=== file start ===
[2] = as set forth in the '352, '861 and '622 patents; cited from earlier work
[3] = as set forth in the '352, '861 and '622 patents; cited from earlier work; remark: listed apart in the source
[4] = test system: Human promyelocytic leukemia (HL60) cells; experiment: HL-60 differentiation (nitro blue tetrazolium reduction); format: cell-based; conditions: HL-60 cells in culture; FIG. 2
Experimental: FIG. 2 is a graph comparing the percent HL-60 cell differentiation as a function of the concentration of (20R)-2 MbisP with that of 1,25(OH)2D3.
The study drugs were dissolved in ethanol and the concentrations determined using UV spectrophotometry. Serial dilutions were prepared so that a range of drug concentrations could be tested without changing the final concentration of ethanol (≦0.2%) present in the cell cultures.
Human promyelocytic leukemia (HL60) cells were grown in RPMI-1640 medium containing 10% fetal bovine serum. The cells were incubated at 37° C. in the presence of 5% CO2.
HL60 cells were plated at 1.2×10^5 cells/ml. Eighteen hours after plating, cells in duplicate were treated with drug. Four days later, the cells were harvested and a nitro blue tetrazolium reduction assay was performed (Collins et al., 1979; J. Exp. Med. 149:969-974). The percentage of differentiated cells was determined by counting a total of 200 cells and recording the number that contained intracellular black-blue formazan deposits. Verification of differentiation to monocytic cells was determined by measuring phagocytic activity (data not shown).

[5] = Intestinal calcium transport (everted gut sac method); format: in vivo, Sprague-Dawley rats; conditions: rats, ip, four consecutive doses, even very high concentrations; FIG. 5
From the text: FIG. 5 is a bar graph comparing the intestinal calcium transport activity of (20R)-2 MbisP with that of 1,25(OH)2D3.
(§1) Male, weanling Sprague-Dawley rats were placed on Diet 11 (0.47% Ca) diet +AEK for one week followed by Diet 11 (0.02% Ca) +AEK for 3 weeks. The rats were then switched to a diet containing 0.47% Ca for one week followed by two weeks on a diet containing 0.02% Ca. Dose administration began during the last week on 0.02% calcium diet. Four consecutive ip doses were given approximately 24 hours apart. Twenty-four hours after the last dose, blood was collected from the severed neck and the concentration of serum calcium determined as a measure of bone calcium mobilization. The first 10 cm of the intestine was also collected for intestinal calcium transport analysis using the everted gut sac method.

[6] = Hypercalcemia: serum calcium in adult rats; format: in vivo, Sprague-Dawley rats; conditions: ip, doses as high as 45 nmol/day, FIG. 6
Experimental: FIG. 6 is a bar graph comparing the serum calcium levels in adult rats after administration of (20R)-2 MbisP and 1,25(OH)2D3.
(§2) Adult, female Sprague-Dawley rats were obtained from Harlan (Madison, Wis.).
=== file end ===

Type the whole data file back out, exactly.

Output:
[2] = as set forth in the '352, '861 and '622 patents; cited from earlier work
[3] = as set forth in the '352, '861 and '622 patents; cited from earlier work; remark: listed apart in the source
[4] = test system: Human promyelocytic leukemia (HL60) cells; experiment: HL-60 differentiation (nitro blue tetrazolium reduction); format: cell-based; conditions: HL-60 cells in culture; FIG. 2
Experimental: FIG. 2 is a graph comparing the percent HL-60 cell differentiation as a function of the concentration of (20R)-2 MbisP with that of 1,25(OH)2D3.
The study drugs were dissolved in ethanol and the concentrations determined using UV spectrophotometry. Serial dilutions were prepared so that a range of drug concentrations could be tested without changing the final concentration of ethanol (≦0.2%) present in the cell cultures.
Human promyelocytic leukemia (HL60) cells were grown in RPMI-1640 medium containing 10% fetal bovine serum. The cells were incubated at 37° C. in the presence of 5% CO2.
HL60 cells were plated at 1.2×10^5 cells/ml. Eighteen hours after plating, cells in duplicate were treated with drug. Four days later, the cells were harvested and a nitro blue tetrazolium reduction assay was performed (Collins et al., 1979; J. Exp. Med. 149:969-974). The percentage of differentiated cells was determined by counting a total of 200 cells and recording the number that contained intracellular black-blue formazan deposits. Verification of differentiation to monocytic cells was determined by measuring phagocytic activity (data not shown).

[5] = Intestinal calcium transport (everted gut sac method); format: in vivo, Sprague-Dawley rats; conditions: rats, ip, four consecutive doses, even very high concentrations; FIG. 5
From the text: FIG. 5 is a bar graph comparing the intestinal calcium transport activity of (20R)-2 MbisP with that of 1,25(OH)2D3.
(§1) Male, weanling Sprague-Dawley rats were placed on Diet 11 (0.47% Ca) diet +AEK for one week followed by Diet 11 (0.02% Ca) +AEK for 3 weeks. The rats were then switched to a diet containing 0.47% Ca for one week followed by two weeks on a diet containing 0.02% Ca. Dose administration began during the last week on 0.02% calcium diet. Four consecutive ip doses were given approximately 24 hours apart. Twenty-four hours after the last dose, blood was collected from the severed neck and the concentration of serum calcium determined as a measure of bone calcium mobilization. The first 10 cm of the intestine was also collected for intestinal calcium transport analysis using the everted gut sac method.

[6] = Hypercalcemia: serum calcium in adult rats; format: in vivo, Sprague-Dawley rats; conditions: ip, doses as high as 45 nmol/day, FIG. 6
Experimental: FIG. 6 is a bar graph comparing the serum calcium levels in adult rats after administration of (20R)-2 MbisP and 1,25(OH)2D3.
(§2) Adult, female Sprague-Dawley rats were obtained from Harlan (Madison, Wis.).